Her name is Asuncion Avila-Villa. Her five-week old son, Israel Santos, was murdered. His body was discovered in a trash can. She is charged with aggravated murder and death specifications for killing the boy. She's also been charged with gross abuse of a corpse, tampering with evidence, and unlawful sexual conduct with a minor (the alleged father of the boy). (See here, for instance.)
She is scheduled to go on trial in September. The grand jury appended death specifications to the aggravated murder charge, so her life is at stake.
It shouldn't need saying, but Avila-Villa is indigent.
Of course, nearly (not quite, but nearly) all of those who face capital charges are indigent. They get appointed counsel for trial and appeal (and except in Alabama, apparently, for at least one collateral attack on their convictions). And they get, after a fashion, funding for necessary investigation and expert assistance.
For the most part, and to the surprise of nobody who really pays attention to these things, the funding for counsel - and for investigators and experts - is generally inadequate. And it's a struggle.
Those represented by public defender agencies are at the mercy of the agencies' budgets - which are commonly determined in large part by state legislatures that are not particularly enthusiastic about providing money to help those the government wants to incarcerate or kill. Those represented by appointed counsel are commonly at the mercy of a judge - who may run for election and doesn't get any great public support by paying out taxpayer cash to those who are trying to help those the government would incarcerate or kill.
When the money comes, it's a struggle.
You have to explain to the judge exactly why you need this investigator or expert. You have to explain to the judge precisely what you expert the person to do, how much it will cost, and why it's necessary to your defense.
Across the aisle (metaphorically, anyhow) sits the prosecutor. As I said the other day, the prosecutor has an office staffed with assistants. The prosecutor has the police, the local crime lab, the state crime lab, the FBI crime lab, a comparatively unlimited budget for experts and outré testing and evaluation. We have what the court in the spirit of fair play (and constant concern for the public's dissatisfaction with paying us out of its tax dollars) is willing to allot. It's rarely fair, and pretty much never even.
But here's the thing: We have a constitutional right to present a defense which includes the right to that which is necessary to put on a defense. It's in the Sixth Amendment and in Section 10, Article I of the Ohio Constitution.
OK, that's the set-up. Sorry it was so long.
Now, here's the thing, and it brings us back to Asuncion Avila-Villa. Her lawyers know they need the assistance of an expert forensic psychiatrist. They need someone who can examine her and explain to the jury just - well, it depends on what the expert learns. But that's the defense case.
Let me repeat that, and you'll see why in a few paragraphs. That's the defense case.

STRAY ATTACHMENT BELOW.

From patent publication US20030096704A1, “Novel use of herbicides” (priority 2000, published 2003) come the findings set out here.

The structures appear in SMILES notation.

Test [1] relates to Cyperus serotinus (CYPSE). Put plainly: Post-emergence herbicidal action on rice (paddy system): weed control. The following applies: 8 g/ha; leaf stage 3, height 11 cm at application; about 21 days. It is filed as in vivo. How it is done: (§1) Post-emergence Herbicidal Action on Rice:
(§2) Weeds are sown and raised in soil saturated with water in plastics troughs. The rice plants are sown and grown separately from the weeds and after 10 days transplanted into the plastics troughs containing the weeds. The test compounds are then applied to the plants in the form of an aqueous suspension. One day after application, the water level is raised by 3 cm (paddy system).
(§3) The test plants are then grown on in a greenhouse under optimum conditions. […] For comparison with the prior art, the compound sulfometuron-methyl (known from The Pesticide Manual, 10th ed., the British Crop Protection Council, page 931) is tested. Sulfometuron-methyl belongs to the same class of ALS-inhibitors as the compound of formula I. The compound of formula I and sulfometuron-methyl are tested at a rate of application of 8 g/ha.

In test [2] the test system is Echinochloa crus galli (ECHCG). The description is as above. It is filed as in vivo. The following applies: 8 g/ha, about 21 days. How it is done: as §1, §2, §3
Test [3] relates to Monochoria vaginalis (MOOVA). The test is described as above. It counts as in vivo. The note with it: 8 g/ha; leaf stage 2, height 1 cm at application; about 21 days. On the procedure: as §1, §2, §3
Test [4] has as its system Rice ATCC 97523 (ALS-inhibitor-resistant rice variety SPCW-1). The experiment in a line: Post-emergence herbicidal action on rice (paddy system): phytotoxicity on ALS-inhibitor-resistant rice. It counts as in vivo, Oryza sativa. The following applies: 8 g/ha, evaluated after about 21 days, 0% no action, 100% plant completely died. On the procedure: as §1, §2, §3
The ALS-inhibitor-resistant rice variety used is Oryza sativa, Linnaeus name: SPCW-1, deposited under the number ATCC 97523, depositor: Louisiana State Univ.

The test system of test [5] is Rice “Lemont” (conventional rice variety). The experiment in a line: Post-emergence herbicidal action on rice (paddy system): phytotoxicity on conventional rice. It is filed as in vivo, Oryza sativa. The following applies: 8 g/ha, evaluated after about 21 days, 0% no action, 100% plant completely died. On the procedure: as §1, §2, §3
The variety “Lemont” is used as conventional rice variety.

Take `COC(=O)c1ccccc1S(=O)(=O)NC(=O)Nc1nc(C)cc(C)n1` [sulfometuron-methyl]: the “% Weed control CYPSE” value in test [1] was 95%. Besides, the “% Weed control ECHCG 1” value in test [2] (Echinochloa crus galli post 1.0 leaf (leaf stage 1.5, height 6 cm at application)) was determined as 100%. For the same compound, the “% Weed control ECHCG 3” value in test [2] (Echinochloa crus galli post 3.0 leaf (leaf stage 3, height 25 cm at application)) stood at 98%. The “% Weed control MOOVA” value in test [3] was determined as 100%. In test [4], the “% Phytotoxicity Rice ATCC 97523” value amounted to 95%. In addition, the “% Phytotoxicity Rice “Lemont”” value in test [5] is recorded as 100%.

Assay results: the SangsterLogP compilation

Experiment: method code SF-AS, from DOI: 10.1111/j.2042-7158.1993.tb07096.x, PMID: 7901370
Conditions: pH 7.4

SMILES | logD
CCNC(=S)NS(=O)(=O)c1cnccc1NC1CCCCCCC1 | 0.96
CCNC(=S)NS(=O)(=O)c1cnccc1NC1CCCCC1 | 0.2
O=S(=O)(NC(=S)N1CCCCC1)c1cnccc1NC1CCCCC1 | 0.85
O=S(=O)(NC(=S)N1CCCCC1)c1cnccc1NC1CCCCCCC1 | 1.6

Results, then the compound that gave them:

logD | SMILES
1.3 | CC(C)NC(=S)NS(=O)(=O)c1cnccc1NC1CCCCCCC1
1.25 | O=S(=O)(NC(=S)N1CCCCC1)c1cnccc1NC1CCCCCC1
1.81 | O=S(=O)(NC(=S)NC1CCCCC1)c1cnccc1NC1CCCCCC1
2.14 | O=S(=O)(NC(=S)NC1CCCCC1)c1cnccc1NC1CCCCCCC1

OK, one more time: The defense case.
You know, when the state says it wants to check your client's DNA, it doesn't ask you which lab you'd like it to use for the testing. When it's looking for an expert on gangs (it's planning to use one in Avila-Villa's case), it doesn't ask who you'd recommend. When it's trying to decide on the charges to bring, it doesn't ask whether you'd prefer a felony or a misdemeanor.
We have what's known as an "adversary system" which means the two sides face off against each other. It doesn't mean that the state gets to choose the defense strategy - or the defense lawyers (though the state seems to have managed the latter in a Georgia capital case). And it sure doesn't mean that the prosecutor can tell the judge which experts you ca and cannot hire.
Janice Morse reports for the Cincinnati Enquirer.
Defense lawyers had lined up a nationally known expert to testify for a Butler County woman facing a possible death sentence if convicted of killing her infant.
But now they will have to find someone less expensive following a judge's ruling clamping down on funds Monday in Common Pleas Court.
After prosecutors objected to the additional expenses in the case of Asuncion Avila-Villa, 26, Judge Andrew Nastoff refused to grant funds beyond the $12,500 he already approved.
Defense lawyers have already spent some of that money - they won't say how much - on travel expenses to research their client's history in her home state of California and for an initial consultation with a local psychologist.
Nastoff's ruling leaves Avila-Villa's lawyers searching for a different, lesser known expert than Dr. Phillip J. Resnick of Cleveland.
Resnick has played a role in many high-profile court cases across the nation. He served as a prosecution consultant in the case of serial killer Jeffrey Dahmer and in the Oklahoma City bombing cases but worked for the defense in South Carolina's Susan Smith child murders case and in the drowning of five children by Andrea Yates in Texas. He is considered an expert in infanticide, the slaying of infants.
Let me be very clear and precise here. No snarkiness. No hyperbole for the sake of making a point.
The prosecutor has no right to weigh in on the question of how much the defense may spend or who the defense may hire. No right. None.
The judge must authorize necessary expenses, which means that if Avila-Villa's counsel have shown they need Dr. Resnick, and if he's available to them, the judge must authorize the money.
And the prosecutor has nothing to say about it.
Because, really, we're not all in this together.